Monday, October 4, 2021

The Daily Bible Readings for Monday, October 4, 2021

 

The Daily Bible Readings
Monday, October 4, 2021
Psalm 55:1-15; Job 8:1-22; 1 Corinthians 7:1-9
with commentaries from Matthew Henry's Concise Commentary on the Bible

Introduction
In today’s lectionary readings, the psalm describes a time of some kind of rebellion or power struggle against David, and a key leader in the struggle was a trusted associate who betrayed David. In our reading in Job, Bildad (whom some think was a descendant of Shuah, Abraham’s son by Keturah, as in Genesis 25:1-2) now speaks. He rebuked Job for Job’s rebuke of Eliphaz, who had previously rebuked Job. Our epistle reading begins a section where Paul deals with specific questions regarding marriage and singleness asked him in a letter by the Corinthian Christians. Our verse of the day does not rule out wise planning for the future, only one’s overconfident sense of ability to control the future—and no one can presume on God’s future.

Today’s Verse of the Day:
Proverbs 27:1

Do not boast about tomorrow, for you do not know what a day may bring.
Though wisdom is concerned with taking hold on life, people do not have complete control over their future. Fools think they have, but they do not reckon with the sovereign will of God.

Today’s Lectionary Readings:
From the Psalter

Psalm 55:1-15
It is Not Enemies who Taunt Me


1 Listen to my prayer, O God,
     do not ignore my plea;
2    hear me and answer me.
  My thoughts trouble me and I am distraught
3    because of what my enemy is saying,
     because of the threats of the wicked;
  for they bring down suffering on me
     and assail me in their anger.

4 My heart is in anguish within me;
     the terrors of death have fallen on me.
5 Fear and trembling have beset me;
     horror has overwhelmed me.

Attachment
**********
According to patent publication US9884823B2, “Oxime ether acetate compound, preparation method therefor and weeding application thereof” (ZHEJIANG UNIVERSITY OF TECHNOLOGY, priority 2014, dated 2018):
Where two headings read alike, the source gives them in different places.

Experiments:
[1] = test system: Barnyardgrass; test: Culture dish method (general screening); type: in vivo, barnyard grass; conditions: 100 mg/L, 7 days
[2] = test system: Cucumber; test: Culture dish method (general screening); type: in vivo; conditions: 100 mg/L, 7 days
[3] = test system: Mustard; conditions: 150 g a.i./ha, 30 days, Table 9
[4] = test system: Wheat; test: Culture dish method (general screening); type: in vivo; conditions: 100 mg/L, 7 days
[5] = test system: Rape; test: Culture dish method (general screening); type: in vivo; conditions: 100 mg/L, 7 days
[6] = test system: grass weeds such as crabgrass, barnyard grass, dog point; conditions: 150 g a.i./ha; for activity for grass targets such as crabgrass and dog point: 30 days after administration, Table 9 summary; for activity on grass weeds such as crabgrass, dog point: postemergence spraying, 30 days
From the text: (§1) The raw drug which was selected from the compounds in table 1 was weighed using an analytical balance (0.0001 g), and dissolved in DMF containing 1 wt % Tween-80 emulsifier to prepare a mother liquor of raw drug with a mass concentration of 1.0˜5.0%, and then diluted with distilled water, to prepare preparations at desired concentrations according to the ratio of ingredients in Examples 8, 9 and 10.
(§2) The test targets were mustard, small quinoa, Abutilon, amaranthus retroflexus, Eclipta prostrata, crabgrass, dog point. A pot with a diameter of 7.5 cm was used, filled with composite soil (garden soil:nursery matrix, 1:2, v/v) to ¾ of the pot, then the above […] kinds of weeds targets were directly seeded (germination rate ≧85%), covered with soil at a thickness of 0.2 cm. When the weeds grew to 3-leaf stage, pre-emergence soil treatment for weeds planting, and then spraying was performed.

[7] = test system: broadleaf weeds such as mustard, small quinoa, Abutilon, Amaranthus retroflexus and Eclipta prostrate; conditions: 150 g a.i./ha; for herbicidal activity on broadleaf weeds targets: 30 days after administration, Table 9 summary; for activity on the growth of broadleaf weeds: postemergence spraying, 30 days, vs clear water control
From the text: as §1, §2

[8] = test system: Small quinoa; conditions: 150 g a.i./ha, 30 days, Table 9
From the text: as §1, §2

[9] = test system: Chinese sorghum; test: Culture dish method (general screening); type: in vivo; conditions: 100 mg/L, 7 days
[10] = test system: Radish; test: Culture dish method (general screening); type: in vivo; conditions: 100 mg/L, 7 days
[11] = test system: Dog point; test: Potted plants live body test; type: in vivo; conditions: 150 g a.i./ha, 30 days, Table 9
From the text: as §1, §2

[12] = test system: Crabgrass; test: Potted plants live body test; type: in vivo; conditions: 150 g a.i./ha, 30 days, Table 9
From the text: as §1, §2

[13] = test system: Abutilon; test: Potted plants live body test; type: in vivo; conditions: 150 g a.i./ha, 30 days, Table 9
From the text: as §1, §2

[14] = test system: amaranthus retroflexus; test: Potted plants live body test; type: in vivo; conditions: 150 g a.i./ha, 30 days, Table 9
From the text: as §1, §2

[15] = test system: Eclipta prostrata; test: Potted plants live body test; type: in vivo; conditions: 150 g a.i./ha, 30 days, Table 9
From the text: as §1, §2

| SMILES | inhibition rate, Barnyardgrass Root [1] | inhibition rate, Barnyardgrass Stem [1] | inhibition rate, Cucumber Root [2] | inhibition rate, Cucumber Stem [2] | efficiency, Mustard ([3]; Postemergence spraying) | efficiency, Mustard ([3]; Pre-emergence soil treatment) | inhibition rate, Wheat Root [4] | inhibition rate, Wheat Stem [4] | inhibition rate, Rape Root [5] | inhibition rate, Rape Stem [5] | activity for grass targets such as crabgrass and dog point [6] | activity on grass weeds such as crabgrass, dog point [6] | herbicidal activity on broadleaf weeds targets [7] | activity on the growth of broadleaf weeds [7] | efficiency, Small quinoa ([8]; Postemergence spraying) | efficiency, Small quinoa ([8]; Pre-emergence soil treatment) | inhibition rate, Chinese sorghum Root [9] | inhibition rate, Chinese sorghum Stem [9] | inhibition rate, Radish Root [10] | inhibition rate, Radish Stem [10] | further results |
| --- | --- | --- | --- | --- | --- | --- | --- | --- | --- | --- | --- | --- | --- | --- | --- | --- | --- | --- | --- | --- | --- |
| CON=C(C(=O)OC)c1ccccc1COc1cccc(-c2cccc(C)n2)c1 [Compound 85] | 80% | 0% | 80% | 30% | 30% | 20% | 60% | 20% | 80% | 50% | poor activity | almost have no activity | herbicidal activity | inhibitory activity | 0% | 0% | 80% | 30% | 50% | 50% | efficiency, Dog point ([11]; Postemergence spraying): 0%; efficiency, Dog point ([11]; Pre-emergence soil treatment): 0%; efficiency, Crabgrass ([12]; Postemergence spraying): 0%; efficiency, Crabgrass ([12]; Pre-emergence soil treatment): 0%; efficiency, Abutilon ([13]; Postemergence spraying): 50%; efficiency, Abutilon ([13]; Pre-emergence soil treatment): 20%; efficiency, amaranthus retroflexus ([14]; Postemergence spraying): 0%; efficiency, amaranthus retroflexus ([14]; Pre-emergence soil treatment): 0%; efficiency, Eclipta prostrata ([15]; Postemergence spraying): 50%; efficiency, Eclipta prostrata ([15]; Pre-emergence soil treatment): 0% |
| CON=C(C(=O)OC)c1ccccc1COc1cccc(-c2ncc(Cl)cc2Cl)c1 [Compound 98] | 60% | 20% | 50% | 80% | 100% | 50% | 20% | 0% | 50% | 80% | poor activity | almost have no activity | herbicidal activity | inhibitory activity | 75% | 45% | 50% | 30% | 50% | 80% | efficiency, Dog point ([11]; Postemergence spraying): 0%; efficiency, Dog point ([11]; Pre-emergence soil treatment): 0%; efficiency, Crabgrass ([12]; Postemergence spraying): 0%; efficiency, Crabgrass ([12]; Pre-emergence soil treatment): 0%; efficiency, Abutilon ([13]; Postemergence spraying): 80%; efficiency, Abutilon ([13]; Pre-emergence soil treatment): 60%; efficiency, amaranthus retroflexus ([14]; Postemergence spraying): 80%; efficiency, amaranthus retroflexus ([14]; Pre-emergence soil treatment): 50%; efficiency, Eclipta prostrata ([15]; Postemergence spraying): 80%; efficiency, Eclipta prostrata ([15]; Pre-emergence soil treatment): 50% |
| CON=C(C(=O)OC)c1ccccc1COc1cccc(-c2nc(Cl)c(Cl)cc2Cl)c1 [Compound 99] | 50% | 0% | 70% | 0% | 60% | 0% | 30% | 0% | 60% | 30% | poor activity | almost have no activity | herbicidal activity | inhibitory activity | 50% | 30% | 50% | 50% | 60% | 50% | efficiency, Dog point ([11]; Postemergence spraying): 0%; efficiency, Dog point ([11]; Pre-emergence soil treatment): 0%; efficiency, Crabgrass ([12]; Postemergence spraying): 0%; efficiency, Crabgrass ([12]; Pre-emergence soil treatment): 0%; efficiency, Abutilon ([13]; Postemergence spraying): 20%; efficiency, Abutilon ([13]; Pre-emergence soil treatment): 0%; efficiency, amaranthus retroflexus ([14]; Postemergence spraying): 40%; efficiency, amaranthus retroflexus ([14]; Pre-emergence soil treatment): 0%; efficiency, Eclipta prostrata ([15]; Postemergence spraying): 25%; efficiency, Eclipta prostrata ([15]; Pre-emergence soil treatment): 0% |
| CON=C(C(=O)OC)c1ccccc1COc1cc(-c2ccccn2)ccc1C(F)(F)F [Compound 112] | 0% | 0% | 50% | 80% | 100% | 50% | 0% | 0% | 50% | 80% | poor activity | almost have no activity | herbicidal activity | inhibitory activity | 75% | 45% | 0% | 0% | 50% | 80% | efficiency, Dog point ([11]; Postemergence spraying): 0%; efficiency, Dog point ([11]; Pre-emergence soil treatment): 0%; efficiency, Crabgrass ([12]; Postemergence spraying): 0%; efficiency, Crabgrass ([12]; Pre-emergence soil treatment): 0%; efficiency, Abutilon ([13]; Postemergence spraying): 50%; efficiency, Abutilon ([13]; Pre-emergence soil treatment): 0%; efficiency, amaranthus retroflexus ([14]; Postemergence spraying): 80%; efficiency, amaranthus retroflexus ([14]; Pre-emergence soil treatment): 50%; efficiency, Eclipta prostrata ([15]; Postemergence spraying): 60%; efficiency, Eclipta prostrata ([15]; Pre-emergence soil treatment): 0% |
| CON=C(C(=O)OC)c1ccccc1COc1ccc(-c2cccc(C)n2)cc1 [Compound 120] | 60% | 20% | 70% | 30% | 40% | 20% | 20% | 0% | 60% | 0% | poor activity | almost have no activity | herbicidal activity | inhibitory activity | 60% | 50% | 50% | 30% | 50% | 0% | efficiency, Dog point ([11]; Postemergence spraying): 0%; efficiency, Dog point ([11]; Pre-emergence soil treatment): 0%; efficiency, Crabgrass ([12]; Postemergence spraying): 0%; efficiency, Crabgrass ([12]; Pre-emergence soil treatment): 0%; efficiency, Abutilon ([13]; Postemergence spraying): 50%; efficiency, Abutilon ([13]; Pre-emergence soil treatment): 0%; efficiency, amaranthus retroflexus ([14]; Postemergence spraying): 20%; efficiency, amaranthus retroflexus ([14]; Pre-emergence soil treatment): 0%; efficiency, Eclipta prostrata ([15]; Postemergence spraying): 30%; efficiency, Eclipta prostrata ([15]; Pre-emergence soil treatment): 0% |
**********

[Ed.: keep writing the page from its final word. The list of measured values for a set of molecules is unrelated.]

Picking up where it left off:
6 I said, “Oh, that I had the wings of a dove!
     I would fly away and be at rest.
7 I would flee far away
     and stay in the desert;
8 I would hurry to my place of shelter,
     far from the tempest and storm.”

9 Lord, confuse the wicked, confound their words,
     for I see violence and strife in the city.
10 Day and night they prowl about on its walls;
      malice and abuse are within it.
11 Destructive forces are at work in the city;
      threats and lies never leave its streets.

12 If an enemy were insulting me,
      I could endure it;
   if a foe were rising against me,
      I could hide.
13 But it is you, a man like myself,
      my companion, my close friend,
14 with whom I once enjoyed sweet fellowship
      at the house of God,
   as we walked about
      among the worshipers.

15 Let death take my enemies by surprise;
      let them go down alive to the realm of the dead,
      for evil finds lodging among them.


Commentary
Verses 1-8: In these verses we have, 1. David praying. Prayer is a salve for every sore, and a relief to the spirit under every burden. 2. David weeping. Griefs are thus, in some measure, lessened, while those increase that have no vent given them. David in great alarm. We may well suppose him to be so, upon the breaking out of Absalom's conspiracy, and the falling away of the people. Horror overwhelmed him. Probably the remembrance of his sin in the matter of Uriah added much to the terror. When under a guilty conscience we must mourn in our complaint, and even strong believers have for a time been filled with horror. But none ever was so overwhelmed as the holy Jesus, when it pleased the Lord to put him to grief, and to make his soul an offering for our sins. In his agony he prayed more earnestly, and was heard and delivered; trusting in him, and following him, we shall be supported under, and carried through all trials. See how David was weary of the treachery and ingratitude of men, and the cares and disappointments of his high station: he longed to hide himself in some desert from the fury and fickleness of his people. He aimed not at victory, but rest; a barren wilderness, so that he might be quiet. The wisest and best of men most earnestly covet peace and quietness, and the more when vexed and wearied with noise and clamor. This makes death desirable to a child of God, that it is a final escape from all the storms and tempests of this world, to perfect and everlasting rest.